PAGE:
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Disrupting Androgen Receptor Transactivation Domains to Identify Lead Compounds with Potential to be Optimized and Developed into Prostate Cancer Therapeutics

Fancher, Ashley/ T (2019) Disrupting Androgen Receptor Transactivation Domains to Identify Lead Compounds with Potential to be Optimized and Developed into Prostate Cancer Therapeutics. Doctoral Dissertation, University of Pittsburgh. (Unpublished)

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Prostate cancer (PCa) is the leading cause of cancer in men in the USA, with more than 160,000 new cases each year. PCa patients receiving standard of care androgen deprivation therapy (ADT) eventually acquire what’s known as castration resistant prostate cancer (CRPC), and 20% of all PCa cases progress to this metastatic and incurable form of the disease. PCa is the second leading cause of cancer-related death in American men. Current FDA approved drugs for CRPC only provide a 2-5-month survival benefit due to the emergence of resistance to these therapies. Resistance involves continued androgen receptor (AR) signaling despite castrate serum levels of androgens. CRPC cells express elevated levels of both full-length AR (AR-FL), and constitutively active AR splice variants which lack the ligand binding domain (LBD) and display altered AR coactivator interactions, both of which contribute to persistent AR signaling. Overexpression of steroid-receptor coactivators are implicated in the progression of CRPC and amplify AR-mediated transcription by binding to either the activation function 2 (AF-2) surface formed by the AR-LBD, or the activation function 1 (AF-1) surface located in the amino-terminal domain of the receptor. Coactivator binding interactions enhance the recruitment of the basal transcriptional machinery and activate the transcription of AR target genes. Our lab has designed a screening paradigm to identify compounds with novel mechanisms of action to prevent or delay resistance. The screening paradigm uses a primary high content screening assay (HCS) designed to identify compounds that inhibit or disrupt protein-protein interactions (PPI’s) between AR and one of its coactivators, transcriptional intermediary factor 2 (TIF2), together with panels of counter screens and characterization assays to prioritize hit compounds that inhibit or disrupt AF-2 and/or AF-1 transactivation. The ideal hit compound would prevent the transcription of both AR-FL and AR-V7 thereby providing a dual approach to preventing CRPC progression.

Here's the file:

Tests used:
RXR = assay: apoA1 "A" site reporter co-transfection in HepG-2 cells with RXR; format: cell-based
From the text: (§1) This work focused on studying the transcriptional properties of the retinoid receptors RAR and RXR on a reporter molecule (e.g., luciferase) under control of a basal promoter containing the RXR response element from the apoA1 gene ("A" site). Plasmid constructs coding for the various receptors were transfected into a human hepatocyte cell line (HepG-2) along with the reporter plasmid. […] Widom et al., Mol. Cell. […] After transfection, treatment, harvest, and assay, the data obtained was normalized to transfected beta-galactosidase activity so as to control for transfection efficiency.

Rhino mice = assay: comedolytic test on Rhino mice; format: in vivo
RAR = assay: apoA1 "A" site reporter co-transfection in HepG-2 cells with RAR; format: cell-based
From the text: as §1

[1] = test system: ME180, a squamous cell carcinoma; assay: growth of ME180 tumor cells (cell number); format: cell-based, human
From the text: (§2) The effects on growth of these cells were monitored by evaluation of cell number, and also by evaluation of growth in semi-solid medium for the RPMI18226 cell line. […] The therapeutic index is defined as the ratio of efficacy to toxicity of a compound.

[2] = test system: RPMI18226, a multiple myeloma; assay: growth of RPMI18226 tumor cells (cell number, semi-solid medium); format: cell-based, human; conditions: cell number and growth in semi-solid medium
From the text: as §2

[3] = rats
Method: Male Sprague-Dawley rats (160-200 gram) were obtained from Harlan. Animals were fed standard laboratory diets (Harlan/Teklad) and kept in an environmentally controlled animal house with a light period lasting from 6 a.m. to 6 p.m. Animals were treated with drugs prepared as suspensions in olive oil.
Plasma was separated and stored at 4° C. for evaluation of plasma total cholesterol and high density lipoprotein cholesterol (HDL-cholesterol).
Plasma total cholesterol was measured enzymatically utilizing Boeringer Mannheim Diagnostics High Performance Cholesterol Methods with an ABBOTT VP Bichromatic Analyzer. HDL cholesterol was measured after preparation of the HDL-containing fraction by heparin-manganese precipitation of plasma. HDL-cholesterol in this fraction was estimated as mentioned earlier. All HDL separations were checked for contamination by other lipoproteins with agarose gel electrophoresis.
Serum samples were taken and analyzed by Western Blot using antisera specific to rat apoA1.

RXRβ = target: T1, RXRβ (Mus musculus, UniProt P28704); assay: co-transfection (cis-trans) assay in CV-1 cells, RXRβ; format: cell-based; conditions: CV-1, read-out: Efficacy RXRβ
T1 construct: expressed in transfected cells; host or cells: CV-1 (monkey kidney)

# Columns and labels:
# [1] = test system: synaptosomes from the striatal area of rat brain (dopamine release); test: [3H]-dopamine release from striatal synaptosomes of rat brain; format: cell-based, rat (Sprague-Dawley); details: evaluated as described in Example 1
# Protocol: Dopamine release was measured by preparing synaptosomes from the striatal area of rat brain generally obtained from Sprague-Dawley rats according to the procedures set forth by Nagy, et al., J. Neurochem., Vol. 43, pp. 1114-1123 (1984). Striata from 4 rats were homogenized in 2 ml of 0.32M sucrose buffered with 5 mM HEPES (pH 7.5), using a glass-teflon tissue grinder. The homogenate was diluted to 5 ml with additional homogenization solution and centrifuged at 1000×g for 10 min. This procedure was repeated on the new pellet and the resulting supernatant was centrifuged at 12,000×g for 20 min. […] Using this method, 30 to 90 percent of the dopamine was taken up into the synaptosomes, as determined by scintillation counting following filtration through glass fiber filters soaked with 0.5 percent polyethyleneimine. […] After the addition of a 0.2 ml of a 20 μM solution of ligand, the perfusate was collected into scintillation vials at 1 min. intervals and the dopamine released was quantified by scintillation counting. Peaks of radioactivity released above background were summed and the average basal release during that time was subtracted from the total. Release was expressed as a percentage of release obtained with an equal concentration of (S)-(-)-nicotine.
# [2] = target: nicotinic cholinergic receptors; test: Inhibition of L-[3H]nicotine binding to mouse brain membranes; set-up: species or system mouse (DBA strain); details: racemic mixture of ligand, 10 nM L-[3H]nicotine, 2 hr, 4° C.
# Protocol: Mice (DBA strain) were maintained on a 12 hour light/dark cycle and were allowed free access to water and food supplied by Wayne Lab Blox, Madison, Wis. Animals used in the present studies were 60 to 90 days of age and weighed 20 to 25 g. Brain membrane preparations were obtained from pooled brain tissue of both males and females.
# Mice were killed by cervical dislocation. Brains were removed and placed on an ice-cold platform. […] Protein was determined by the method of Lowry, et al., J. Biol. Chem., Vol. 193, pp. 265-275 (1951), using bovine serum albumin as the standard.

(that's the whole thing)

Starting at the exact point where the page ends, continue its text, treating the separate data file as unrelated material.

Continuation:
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Item Type: University of Pittsburgh ETD
Status: Unpublished
CreatorsEmailPitt UsernameORCID
Fancher, Ashley/ Tashley.fancher3@gmail.comasf420000-0003-3823-2766
ETD Committee:
TitleMemberEmail AddressPitt UsernameORCID
Thesis AdvisorJohnston, Paul/
Committee MemberGold, Barry/
Committee MemberXie,
Committee MemberWang,
Date: 27 June 2019
Date Type: Publication
Defense Date: 25 April 2019
Approval Date: 27 June 2019
Submission Date: 3 June 2019
Access Restriction: No restriction; Release the ETD for access worldwide immediately.
Number of Pages: 224
Institution: University of Pittsburgh
Schools and Programs: School of Pharmacy > Pharmaceutical Sciences
Degree: PhD - Doctor of Philosophy
Thesis Type: Doctoral Dissertation
Refereed: Yes
Uncontrolled Keywords: Assay Development, Castration Resistance, Drug Discovery, High Content Screening, Prostate Cancer
Date Deposited: 27 Jun 2019 16:34
Last Modified: 27 Jun 2019 16:34


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